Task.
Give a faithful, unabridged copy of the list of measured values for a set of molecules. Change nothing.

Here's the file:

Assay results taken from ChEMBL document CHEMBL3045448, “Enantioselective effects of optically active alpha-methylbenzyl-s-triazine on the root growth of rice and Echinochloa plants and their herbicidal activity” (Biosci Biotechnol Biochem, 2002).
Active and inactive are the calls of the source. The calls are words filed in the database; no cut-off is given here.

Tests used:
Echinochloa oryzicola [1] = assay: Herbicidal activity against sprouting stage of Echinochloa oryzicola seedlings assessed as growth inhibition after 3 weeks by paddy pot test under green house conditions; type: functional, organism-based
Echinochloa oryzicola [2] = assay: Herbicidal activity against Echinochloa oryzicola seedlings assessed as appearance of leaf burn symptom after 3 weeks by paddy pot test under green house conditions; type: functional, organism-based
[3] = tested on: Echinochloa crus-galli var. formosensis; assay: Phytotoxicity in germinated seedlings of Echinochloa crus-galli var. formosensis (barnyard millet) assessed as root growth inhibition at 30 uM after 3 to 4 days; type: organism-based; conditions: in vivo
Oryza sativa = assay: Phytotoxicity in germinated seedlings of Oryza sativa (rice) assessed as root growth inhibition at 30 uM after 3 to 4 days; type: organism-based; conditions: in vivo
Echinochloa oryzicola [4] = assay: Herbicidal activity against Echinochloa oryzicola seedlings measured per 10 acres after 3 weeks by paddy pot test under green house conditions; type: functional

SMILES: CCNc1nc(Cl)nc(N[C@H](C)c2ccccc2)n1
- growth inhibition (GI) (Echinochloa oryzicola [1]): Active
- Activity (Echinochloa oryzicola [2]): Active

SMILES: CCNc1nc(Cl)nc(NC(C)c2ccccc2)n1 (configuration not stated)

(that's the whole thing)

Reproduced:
Assay results taken from ChEMBL document CHEMBL3045448, “Enantioselective effects of optically active alpha-methylbenzyl-s-triazine on the root growth of rice and Echinochloa plants and their herbicidal activity” (Biosci Biotechnol Biochem, 2002).
Active and inactive are the calls of the source. The calls are words filed in the database; no cut-off is given here.

Tests used:
Echinochloa oryzicola [1] = assay: Herbicidal activity against sprouting stage of Echinochloa oryzicola seedlings assessed as growth inhibition after 3 weeks by paddy pot test under green house conditions; type: functional, organism-based
Echinochloa oryzicola [2] = assay: Herbicidal activity against Echinochloa oryzicola seedlings assessed as appearance of leaf burn symptom after 3 weeks by paddy pot test under green house conditions; type: functional, organism-based
[3] = tested on: Echinochloa crus-galli var. formosensis; assay: Phytotoxicity in germinated seedlings of Echinochloa crus-galli var. formosensis (barnyard millet) assessed as root growth inhibition at 30 uM after 3 to 4 days; type: organism-based; conditions: in vivo
Oryza sativa = assay: Phytotoxicity in germinated seedlings of Oryza sativa (rice) assessed as root growth inhibition at 30 uM after 3 to 4 days; type: organism-based; conditions: in vivo
Echinochloa oryzicola [4] = assay: Herbicidal activity against Echinochloa oryzicola seedlings measured per 10 acres after 3 weeks by paddy pot test under green house conditions; type: functional

SMILES: CCNc1nc(Cl)nc(N[C@H](C)c2ccccc2)n1
- growth inhibition (GI) (Echinochloa oryzicola [1]): Active
- Activity (Echinochloa oryzicola [2]): Active

SMILES: CCNc1nc(Cl)nc(NC(C)c2ccccc2)n1 (configuration not stated)